“Mind if I come over?” A man yelled across to me as I weighed my options. From what I could see he looked to be a man about my age, and from the technique he just displayed in anchoring the boat a well rounded sailor with nice arms.

“That depends on what for!!” I yell back, keeping my tone light and unbothered looking at the vessel and deducing it’s voyage wear that showed many unattended scratches and barnacles, signs of a longer voyage than I had ever been on.

“Out of clean water!” He yelled back before positioning the plank from my boat to his as I waved him across and watched cautiously as his feet hit the white wooden deck, my knife used for cutting the ropes in my back pocket as a safety measure.

I make use of the time to grab two fresh gallons from under the deck and reappear to meet the man now on board my ship. A matching tattoo to his vessel on his forearm, my eyes scanning his appearance. He looked to be around the age of 26 (my age) with dark brown hair that showed the grease and sweat of what living at sea entails. His white tank top holding his well sculpted body with evident tan lines that complemented his light eyes causing me to rock back and forth with unease in the presence of such a beautiful man.

He took the water hurriedly and drank as much as he could, drinking in my appearance as well, probably wondering what journey I was yet to embark on.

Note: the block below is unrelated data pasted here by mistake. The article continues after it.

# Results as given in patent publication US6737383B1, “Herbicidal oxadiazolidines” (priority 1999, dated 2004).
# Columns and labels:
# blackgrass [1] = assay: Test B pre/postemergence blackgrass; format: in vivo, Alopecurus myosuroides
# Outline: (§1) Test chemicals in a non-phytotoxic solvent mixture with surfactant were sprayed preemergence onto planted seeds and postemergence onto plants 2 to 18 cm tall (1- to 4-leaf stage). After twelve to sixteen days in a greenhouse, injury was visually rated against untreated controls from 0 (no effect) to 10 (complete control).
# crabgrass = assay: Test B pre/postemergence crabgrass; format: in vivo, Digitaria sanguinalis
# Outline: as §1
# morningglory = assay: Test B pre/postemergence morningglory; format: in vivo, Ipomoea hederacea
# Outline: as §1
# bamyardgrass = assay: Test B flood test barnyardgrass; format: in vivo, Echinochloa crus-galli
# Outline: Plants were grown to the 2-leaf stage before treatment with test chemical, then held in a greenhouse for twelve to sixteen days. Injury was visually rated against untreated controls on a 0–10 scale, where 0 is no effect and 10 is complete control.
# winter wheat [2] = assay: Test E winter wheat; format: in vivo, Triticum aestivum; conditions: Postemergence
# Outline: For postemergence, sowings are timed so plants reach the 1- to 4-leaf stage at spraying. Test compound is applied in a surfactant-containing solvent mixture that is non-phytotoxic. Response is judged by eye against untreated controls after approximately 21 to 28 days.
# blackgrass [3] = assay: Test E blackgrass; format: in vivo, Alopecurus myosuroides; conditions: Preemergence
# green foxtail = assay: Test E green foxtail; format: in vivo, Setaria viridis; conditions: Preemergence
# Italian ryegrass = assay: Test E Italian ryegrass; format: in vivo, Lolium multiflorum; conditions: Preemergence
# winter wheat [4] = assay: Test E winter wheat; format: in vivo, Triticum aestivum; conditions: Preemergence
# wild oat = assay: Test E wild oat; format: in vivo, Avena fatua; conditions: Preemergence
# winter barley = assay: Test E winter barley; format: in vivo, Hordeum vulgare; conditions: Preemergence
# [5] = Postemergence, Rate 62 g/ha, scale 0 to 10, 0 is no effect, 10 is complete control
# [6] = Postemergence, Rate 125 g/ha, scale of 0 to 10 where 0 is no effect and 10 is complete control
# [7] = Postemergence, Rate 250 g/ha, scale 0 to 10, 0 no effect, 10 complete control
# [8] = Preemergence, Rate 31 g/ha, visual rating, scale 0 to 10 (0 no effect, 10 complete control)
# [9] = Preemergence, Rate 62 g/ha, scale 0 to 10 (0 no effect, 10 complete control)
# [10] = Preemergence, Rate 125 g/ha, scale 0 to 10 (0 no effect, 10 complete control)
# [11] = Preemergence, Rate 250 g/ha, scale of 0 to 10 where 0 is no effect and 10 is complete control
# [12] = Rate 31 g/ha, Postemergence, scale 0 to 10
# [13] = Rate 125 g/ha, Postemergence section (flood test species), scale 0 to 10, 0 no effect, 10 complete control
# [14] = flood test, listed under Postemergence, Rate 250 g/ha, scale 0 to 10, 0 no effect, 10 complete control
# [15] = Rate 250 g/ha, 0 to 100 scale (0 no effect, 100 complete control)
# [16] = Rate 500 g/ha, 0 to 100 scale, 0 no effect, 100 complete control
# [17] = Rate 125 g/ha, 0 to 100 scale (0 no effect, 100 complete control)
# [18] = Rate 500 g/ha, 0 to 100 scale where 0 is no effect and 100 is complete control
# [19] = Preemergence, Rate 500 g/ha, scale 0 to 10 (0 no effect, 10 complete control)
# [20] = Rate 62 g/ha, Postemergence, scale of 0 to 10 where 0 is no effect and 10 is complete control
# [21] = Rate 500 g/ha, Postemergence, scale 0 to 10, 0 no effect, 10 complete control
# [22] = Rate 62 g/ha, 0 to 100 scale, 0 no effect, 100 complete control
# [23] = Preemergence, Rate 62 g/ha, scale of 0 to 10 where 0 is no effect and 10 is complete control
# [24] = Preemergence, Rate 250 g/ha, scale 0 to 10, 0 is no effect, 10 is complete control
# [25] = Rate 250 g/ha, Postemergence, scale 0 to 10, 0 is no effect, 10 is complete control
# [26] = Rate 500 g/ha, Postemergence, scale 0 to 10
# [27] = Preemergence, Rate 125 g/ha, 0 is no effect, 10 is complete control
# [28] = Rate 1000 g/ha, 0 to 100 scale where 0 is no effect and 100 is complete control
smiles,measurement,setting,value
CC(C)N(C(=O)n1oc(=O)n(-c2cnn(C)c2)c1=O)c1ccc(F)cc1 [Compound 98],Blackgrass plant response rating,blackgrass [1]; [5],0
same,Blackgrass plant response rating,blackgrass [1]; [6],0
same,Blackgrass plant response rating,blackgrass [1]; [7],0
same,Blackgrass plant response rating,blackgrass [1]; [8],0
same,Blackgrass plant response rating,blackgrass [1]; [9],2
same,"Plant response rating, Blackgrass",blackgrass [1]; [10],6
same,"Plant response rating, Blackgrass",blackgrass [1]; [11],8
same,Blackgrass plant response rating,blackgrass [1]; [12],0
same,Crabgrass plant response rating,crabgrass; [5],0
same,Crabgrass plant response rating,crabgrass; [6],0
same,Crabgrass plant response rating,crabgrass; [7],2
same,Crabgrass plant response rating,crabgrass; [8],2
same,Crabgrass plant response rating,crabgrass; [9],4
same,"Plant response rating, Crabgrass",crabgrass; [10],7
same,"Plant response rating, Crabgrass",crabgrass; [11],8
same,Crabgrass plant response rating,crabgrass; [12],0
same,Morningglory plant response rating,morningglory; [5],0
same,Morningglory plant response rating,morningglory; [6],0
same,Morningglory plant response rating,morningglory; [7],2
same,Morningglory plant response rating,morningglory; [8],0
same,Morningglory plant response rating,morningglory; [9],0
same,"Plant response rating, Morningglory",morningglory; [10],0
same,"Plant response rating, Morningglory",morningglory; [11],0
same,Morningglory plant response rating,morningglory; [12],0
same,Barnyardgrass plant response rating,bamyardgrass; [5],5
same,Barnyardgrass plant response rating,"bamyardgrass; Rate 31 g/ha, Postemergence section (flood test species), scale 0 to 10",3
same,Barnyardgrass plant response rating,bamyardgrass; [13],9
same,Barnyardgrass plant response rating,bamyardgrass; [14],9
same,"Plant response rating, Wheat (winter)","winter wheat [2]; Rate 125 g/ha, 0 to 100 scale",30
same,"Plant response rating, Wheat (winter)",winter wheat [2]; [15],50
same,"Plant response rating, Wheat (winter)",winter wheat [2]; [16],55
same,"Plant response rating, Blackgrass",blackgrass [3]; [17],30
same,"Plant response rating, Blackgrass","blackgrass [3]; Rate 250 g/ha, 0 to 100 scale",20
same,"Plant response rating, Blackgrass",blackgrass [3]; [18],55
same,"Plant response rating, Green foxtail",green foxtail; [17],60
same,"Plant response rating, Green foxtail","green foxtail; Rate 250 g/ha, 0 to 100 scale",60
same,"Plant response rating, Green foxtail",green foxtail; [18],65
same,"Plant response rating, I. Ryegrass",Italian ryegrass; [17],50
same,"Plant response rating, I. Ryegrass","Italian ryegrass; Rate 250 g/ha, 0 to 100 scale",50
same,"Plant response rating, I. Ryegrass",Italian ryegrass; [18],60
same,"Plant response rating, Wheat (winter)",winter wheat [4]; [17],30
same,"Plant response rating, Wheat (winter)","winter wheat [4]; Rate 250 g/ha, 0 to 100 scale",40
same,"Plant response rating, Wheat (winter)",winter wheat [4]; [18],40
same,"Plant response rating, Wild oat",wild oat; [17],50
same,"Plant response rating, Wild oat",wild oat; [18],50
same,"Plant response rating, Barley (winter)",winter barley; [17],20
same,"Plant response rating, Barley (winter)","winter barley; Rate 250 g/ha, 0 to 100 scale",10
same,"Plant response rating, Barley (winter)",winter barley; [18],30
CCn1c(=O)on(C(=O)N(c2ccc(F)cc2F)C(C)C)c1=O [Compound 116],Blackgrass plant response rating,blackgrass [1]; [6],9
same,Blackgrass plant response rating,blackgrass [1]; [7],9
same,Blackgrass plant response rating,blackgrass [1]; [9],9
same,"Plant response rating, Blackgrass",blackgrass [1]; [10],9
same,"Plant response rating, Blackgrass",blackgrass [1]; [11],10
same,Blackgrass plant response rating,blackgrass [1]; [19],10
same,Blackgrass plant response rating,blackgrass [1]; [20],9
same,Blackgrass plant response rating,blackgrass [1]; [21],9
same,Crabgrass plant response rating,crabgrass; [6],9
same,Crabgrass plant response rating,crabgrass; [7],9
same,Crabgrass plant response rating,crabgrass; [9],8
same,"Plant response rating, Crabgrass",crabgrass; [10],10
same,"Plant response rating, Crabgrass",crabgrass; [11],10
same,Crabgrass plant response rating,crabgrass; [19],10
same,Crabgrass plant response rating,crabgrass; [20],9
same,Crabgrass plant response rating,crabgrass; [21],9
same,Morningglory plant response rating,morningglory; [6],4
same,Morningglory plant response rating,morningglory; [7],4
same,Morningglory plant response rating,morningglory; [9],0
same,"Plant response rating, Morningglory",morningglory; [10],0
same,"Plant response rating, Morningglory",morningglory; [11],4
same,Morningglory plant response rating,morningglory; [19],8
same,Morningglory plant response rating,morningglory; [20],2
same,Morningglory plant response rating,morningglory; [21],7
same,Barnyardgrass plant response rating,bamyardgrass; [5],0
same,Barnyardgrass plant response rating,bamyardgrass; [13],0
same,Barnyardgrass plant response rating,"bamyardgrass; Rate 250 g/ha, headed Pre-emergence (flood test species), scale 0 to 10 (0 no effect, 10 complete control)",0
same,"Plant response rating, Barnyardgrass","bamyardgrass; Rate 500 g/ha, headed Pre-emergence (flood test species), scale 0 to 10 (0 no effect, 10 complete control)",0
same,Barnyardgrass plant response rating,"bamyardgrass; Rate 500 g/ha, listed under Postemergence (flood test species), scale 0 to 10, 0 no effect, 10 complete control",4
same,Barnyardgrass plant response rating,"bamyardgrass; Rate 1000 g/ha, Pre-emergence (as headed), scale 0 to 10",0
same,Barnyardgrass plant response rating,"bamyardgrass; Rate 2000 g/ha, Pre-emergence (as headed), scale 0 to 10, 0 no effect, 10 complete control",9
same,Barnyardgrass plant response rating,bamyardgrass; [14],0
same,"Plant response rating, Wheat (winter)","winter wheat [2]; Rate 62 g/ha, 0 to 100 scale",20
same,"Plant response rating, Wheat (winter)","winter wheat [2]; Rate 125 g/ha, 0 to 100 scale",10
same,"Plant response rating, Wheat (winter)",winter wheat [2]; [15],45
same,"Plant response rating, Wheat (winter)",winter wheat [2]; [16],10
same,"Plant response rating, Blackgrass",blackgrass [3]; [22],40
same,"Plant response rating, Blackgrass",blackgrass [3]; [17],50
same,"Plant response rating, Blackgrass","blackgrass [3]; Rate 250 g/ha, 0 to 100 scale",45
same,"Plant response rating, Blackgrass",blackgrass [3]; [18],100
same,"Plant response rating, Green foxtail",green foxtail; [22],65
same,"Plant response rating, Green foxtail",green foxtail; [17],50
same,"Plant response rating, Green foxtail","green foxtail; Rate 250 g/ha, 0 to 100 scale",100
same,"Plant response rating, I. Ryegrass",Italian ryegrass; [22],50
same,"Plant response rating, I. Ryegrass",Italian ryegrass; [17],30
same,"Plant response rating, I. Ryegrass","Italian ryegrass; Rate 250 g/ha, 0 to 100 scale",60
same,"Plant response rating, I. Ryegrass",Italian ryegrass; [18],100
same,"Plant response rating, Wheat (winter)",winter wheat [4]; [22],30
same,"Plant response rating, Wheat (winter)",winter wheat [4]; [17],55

“A fan of sharks?” I ask mostly making small talk, speaking to attractive men hardly something I consider myself good at, focusing on my sandwich as I wait for his response.

“I could ask you the same thing.” He smiled displaying perfect teeth and dimples. I shoot him a confused glance before he continues, clearly catching on that I have no idea what he’s implying. “You docked in sharks cove, one of the most popular shark destinations near the island.”

I look around me, now very aware of what he’s talking about having talked about this particular destination with Josh since a ship had crashed against the rocks earlier in the year.

“Just stopping for a bite.” I say raising my hands in mock surrender. “I think we both know that a shark isn’t likely to attack a human even if I were to fancy a swim.” I say sitting on the small seat the front of the boat offers, my feet sitting pigeon toed as I searched for my next question. “And you?”

He nods before sitting next to me and we both sit looking back and forth at each other, our light eyes dancing with the water with the unanswered questions just about every sailor has for the other.

What made it so you ran away?

“Sharks, as you mentioned, are mostly misunderstood creatures.” He stopped looking at the mountain to my right.”...and I guess I feel like I’m one of them as well.” he chuckled, shooting me a glance. “Though I may have a bloodlust towards fish, I mostly stick to my own and like the feel of the water against my skin.” He smiles again causing me to smile in return.

The wind sprays some water into the air between us as if asking us to continue as I oblige after holding eye contact for too long once again.

“Where are you headed?” I ask watching the sun lower in the sky, this stranger's knee touching mine allowing me some warmth I didn’t know I was lacking.

“Do you believe in coincidences?” He asks not answering my question, a hint of mischief in his eye that I grab onto ready to play whatever game he hints at.